The UK voted to leave the European Union on 23 June 2016 and then officially ceased to be an EU Member State on 31 December 2020. Nearly five years later, the long drawn-out process of Brexit has still not come to an end, as the UK and EU continue to clash over borders and trade issues. For the financial services industry, all transitional periods are now over, and full compliance with the relevant local regime is a fact of life for those regulated or doing business in the UK or EU. The pain of separation continues to be felt: the capital markets and investment industries are naturally international, but issues of double compliance arise in many transactions, and fully liquid markets cannot be achieved where investors are subject to differing requirements.
That said, are areas beginning to emerge where it may be possible to find an advantage in one regime as compared to another? Inconsistency is to be deplored, and investors may be inclined to lament that certain aspects of the UK regime are not available in the EU, and vice versa, rather than to see this as a positive. However, scrutiny of the regulatory environment by two separate sophisticated authorities may be beneficial in some ways. Broadly speaking, the UK seems inclined towards greater openness and a more pragmatic approach; the EU appears to be more reluctant to clearly tackle some important and practical aspects in regulation, but has been at the same time the author of greater innovation in regulation. It will be interesting to see how these approaches shape the (two) market(s) as divergence increases.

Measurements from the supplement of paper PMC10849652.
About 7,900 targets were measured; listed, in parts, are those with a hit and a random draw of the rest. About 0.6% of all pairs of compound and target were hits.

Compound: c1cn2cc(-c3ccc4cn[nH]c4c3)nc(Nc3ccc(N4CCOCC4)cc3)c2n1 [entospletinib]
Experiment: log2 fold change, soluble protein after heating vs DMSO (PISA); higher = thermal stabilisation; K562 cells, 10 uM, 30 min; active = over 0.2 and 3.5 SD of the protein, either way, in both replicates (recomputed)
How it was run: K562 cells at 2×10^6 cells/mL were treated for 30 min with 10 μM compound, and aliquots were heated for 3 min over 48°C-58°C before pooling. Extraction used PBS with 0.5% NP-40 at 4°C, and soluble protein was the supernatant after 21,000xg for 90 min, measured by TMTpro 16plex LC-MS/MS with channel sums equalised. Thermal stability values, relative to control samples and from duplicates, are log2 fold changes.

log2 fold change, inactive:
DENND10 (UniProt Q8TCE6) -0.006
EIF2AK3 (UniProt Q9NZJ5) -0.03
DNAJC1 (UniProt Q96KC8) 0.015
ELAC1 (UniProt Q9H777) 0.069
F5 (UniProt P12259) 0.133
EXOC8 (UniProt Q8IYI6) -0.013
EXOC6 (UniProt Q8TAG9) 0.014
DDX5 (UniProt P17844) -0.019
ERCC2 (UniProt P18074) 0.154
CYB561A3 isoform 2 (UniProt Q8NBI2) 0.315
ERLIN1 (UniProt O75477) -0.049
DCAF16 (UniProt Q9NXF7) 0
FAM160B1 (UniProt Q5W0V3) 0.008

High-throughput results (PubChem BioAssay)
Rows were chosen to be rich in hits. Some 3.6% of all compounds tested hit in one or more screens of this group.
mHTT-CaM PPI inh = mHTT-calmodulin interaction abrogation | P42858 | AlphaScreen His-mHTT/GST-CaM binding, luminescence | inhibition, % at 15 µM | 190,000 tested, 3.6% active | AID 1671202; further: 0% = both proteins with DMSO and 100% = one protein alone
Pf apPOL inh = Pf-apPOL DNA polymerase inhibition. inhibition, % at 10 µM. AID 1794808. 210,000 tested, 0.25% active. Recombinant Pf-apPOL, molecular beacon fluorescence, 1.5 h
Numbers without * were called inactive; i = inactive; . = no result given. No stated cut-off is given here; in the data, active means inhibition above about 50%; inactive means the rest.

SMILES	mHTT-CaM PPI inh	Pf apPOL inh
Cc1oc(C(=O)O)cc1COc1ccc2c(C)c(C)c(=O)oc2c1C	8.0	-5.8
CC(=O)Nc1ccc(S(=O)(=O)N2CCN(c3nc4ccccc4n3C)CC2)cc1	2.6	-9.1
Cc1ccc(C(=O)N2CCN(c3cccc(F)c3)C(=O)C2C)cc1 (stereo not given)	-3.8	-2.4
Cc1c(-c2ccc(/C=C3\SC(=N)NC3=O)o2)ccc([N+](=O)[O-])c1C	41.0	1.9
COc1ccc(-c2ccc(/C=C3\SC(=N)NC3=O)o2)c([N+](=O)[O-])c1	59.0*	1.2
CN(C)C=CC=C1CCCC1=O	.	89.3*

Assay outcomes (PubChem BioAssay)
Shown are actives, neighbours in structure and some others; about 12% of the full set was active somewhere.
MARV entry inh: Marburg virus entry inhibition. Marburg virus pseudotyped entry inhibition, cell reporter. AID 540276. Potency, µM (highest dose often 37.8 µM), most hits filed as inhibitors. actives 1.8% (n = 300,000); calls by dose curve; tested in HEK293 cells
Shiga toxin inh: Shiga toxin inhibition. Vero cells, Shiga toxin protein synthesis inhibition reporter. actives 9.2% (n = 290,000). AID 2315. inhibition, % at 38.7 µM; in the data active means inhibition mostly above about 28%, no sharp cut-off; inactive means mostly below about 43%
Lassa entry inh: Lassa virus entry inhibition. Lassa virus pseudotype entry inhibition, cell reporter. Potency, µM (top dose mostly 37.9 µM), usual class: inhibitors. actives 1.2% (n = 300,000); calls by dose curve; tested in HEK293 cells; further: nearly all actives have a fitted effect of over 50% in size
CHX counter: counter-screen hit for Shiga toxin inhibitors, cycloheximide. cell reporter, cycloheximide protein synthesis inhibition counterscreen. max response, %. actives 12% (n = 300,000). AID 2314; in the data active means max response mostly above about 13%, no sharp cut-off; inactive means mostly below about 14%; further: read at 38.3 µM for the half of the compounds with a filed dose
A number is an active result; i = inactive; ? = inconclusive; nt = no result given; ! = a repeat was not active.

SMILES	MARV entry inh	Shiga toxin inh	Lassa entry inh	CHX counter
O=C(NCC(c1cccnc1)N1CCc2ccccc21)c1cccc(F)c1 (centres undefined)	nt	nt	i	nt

In this article, we review some key aspects of the ways in which the securitisation regulatory regime differs between the UK and the EU, and consider where the two paths may lead in the future.